If the art of Aikido is to stay vital, it has to change. I have the impression that Aikido techniques practiced today have gained in sophistication, elegance and gracefulness. I do not use the word effectiveness, since to me that is of little importance. Aikido is nonetheless more effective nowadays than when I started my practice.

Summarising, we could say that Aikido as presently practiced is rooted in O’Sensei’s teachings, but has evolved over three generations of hard-working Aikido practitioners.

That is true. There have already been three generations of aikidoka, the first being the students of the pre-war era, most of whom are now gone. The second generation is the post war one and it is composed of students that are sixty to seventy years old. When we talk about the third generation, we have to make a distinction between the Japanese sensei, who are in their late forties, and the foreign instructors, like myself, who are in their late sixties. This generation will be crucial for Aikido in the coming years.

Aikido Organisation of Ireland seminar with Giorgio Veneri sensei (Enniskillen, Northern Ireland, 1998)

Are those who talk about traditional Aikido making a fundamental mistake in believing Aikido to be finished? The concepts of harmony and peace were actually not initially developed by O’Sensei and have been advanced by Doshu Kisshomaru Ueshiba.

Actually, the main developer of Aikido has been Doshu Kisshomaru Ueshiba, just like the originator of Christianity wasn’t Jesus, but Saint Paul the Apostle. Doshu Kisshomaru Ueshiba has been the organiser, the one who canonised the forms and gave Aikido meaning and direction.

It should also be pointed out that Doshu Kisshomaru was responsible for spreading Aikido around the world. We probably wouldn’t be here talking about Aikido if it wasn’t for him.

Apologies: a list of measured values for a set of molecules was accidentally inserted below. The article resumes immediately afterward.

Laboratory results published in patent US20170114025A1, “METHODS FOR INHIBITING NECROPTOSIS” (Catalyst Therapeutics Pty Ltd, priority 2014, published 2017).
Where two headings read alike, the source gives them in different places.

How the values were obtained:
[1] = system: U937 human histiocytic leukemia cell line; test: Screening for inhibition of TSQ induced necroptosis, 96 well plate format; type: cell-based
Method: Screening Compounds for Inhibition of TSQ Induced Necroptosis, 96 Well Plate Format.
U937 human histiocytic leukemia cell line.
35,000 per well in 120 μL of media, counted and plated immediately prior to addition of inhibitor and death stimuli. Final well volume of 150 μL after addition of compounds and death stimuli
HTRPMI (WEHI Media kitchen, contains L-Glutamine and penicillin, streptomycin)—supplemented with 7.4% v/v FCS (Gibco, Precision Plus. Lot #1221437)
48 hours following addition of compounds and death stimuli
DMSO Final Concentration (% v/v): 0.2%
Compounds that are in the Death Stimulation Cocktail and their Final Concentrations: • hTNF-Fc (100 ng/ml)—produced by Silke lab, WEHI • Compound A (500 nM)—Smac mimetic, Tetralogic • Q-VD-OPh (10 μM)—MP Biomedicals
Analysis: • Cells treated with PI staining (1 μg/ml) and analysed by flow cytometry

To truly understand the teachings of the founder, we would’ve had to move to Japan, which wouldn’t have served us much, because in his days most dojo were very strict on the admittance of Japanese students. For foreign students to enter any martial art dojo was close to impossible.

Ueshiba Kisshomaru 02
Doshu Kisshomaru Ueshiba (1921-1999)

In most discussions concerning Aikido and its development, O’Sensei is always referred to as being principal in its evolution, while Doshu is constantly depicted as a secondary mover, some kind of an obscure figure. Some even badmouth Kisshomaru for not being equal to his father’s stature. How do you relate to this?

O’Sensei created Aikido and as the originator, he left us an idea. He didn’t explain much and, while he left writings on the spiritual part, he didn’t put down much about the technical aspects of Aikido. Doshu Kisshomaru Ueshiba’s task was to expound on the founder’s idea. To do so, he devoted his entire life to the work of his father, thus becoming unable to step out of the shade of that giant. He also was the recipient of criticisms on Aikido that people wouldn’t have dared utter to his father.

Going back to tradition, in about ten years there won’t be any direct students of O’Sensei left in the world. I’m talking about his real pupils, not the ones who followed three or four classes with him. When they all are gone, anybody will be able to pretend to instruct ‘traditional’ Aikido, since there will be no one left to put a disclaimer on such an outrageous claim.

Source: Irish Aikido Journal, No. 4, Apr-Jul 1998, Aikido Organisation of Ireland

Copyright Simone Chierchini ©1998
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2 pensieri riguardo “Giorgio Veneri: My Point of View on Traditional Aikido”

  1. I am prevaliged to have trained under Veneri Sensei on many of his numerous trips to South Africa!! He will live forever in our hearts!! Domo Arigato Georgio Sensei!!